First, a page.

In the near future, we would likely have to deal with
a missing nunit.framework35 assembly or with a missing
nunit.framework.fsharp.dll. I'm a little concerned about
establishing an expectation that NUnit "knows" about
any frameworks you may use.
> > AFAIK, NUnit is not xcopy-deployed under Mono. And its not
> > xcopy-deployed by default under Windows. The Mono install
> has NUnit in
> > it's GAC - if I understand correctly.
> > The Windows installer doesn't use the GAC, but does other things
> > besides just copying files. OTOH, NUnit can be
> xcopy-deployed, as is
> > now done by teams that copy the binaries into their tree.
> Yes, that's what NAnt does too. We actually have multiple CLR
> (version) flavors in our tree.
As does NUnit now.
> > I'm feeling a little fuzzy about the benefits you see from xcopy
> > deployment.
> > > Automatically copying the nunit.framework to the directory
> > > containing the test assembly is definitely not an option, as we
> > > might not even have write access there.
> > Agreed. And even if we did have write access, copying files around
> > without being asked is pretty intrusive.
> > > Right now people use the <nunit2> task - which uses the
> NUnit API -
> > > and expect it to run their tests on the current target framework,
> > > while in fact it will always run them on the CLR in which NAnt is
> > > running.
> > That's because the current API doesn't allow you to specify what
> > framework to use. But the new API does.
> I'll have to check this out then. Is it extensible, or does
> it only allow NUnit to run against a predefined set of
The API is extensible, since it only passes a string
representation of the framework. However, NUnit currently
uses an enum to represent supproted framework types
and that enum only includes .NET, NETCF, Mono and
SSCLI. The only real support at the moment is .NET
> > > Do you have other ideas on how we can improve the experience for
> > > users?
> > Under the current API, you would have to locate the correct NUnit
> > assemblies and make use of them. I believe that's what is currently
> > done in tasks like the csc task. Of course, it's possible that the
> > user may have installed only the 2.0 version of NUnit, in
> which case
> > it's just not possible to run tests in 1.0.
> > This is fixed in 2.5, since you get both builds of NUnit in one
> > installation package.
> This is not an issue for NAnt anyway, as we ship with all
> necessary CLR flavors of NUnit (and if the NUnit tasks were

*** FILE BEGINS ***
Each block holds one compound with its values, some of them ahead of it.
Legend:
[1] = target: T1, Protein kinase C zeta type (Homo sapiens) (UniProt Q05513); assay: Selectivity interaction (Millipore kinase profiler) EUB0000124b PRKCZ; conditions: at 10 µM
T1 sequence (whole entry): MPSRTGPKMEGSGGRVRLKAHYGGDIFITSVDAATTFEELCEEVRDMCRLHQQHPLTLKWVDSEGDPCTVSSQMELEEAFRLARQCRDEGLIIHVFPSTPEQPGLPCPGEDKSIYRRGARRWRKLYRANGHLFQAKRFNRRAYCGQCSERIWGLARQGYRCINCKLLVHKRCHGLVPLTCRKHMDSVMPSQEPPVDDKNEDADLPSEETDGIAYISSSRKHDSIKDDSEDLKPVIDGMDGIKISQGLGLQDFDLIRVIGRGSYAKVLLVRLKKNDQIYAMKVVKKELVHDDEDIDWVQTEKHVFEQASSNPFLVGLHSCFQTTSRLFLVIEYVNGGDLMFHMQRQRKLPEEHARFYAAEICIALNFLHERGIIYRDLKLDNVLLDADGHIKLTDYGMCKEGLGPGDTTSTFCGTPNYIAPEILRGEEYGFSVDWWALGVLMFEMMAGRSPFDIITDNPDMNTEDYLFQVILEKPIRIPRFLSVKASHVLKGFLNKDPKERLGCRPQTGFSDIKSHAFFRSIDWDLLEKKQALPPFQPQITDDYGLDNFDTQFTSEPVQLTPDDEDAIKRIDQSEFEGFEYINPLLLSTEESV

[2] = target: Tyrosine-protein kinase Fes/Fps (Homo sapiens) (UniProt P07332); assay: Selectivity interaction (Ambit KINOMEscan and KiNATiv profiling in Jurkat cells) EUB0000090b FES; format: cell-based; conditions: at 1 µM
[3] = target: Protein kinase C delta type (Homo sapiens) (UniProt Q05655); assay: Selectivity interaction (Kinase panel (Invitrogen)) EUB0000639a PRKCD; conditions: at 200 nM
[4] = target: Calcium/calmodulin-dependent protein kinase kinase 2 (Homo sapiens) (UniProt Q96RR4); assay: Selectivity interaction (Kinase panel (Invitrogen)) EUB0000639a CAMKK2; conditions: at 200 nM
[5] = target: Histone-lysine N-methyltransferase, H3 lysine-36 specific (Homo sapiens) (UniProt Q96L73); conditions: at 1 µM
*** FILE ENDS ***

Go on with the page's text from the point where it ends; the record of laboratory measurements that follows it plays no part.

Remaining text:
> part of NUnit, then users could drop in others versions).
> > <snip/>
> > > > I do prefer using the GAC to rolling my own loading
> mechanism, btw.
> > >
> > > I don't think NUnit should rely on the GAC, but that doesn't mean
> > > its assemblies cannot be installed in the GAC (when its installed
> > > through package management systems or an installer).
> > So you're suggesting that NUnit should detect whether certain
> > assemblies are installed in the GAC and act differently?
> No, definitely not. I'm only saying that you should not
> (meaning, I'd prefer if you wouldn't) introduce changes that
> force users to install NUnit assemblies in the GAC (or copy
> them locally). An example of such "breakage"
> would be to stop preloading the nunit.core assembly in the
> test domain.
I want to be clear that I consider nunit.framework to be
in a class by itself. The nunit.core assembly is... well,
the core of NUnit. Users never reference it, so of course,
it would be burdensome to expect them to copy it.
But nunit.framework is really part of and referenced by
the user code. Most likely, the test assembly references
a number of other assemblies, which have to be copied
to the deployment directory in order for the code to
But we've been over this already and clearly have different
views. I think it would be confusing for NUnit to simply
supply a framework when the one the user references is
not available - particularly if the user is referencing
a different version of the NUnit framework or a variant
of some kind. You feel it's confusing *not* to do it.
Maybe we need to hear some other opinions. :-)
framework they are executing and that it could lead to
trouble if NUnit assumed it knew what was needed.